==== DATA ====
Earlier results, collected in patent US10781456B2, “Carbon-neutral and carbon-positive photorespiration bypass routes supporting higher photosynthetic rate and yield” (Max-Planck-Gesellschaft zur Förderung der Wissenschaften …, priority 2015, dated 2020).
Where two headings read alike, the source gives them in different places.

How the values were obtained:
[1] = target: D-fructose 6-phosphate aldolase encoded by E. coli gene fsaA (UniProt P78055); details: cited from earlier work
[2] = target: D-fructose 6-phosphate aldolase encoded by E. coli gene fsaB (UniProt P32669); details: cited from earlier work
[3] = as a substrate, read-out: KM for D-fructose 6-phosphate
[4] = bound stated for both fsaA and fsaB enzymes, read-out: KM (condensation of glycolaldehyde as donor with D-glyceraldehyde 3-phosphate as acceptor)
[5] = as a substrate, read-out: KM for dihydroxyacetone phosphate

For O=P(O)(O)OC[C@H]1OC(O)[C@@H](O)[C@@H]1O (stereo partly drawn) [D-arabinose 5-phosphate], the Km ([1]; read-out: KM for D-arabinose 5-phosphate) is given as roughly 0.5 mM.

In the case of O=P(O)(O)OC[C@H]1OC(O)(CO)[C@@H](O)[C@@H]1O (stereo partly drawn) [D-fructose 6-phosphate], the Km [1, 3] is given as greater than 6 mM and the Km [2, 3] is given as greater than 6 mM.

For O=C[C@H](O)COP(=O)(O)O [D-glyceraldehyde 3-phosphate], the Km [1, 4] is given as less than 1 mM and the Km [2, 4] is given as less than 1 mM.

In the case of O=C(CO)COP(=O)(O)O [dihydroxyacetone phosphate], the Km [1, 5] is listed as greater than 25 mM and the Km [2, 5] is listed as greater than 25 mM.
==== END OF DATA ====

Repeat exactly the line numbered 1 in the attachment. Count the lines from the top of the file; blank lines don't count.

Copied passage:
Earlier results, collected in patent US10781456B2, “Carbon-neutral and carbon-positive photorespiration bypass routes supporting higher photosynthetic rate and yield” (Max-Planck-Gesellschaft zur Förderung der Wissenschaften …, priority 2015, dated 2020).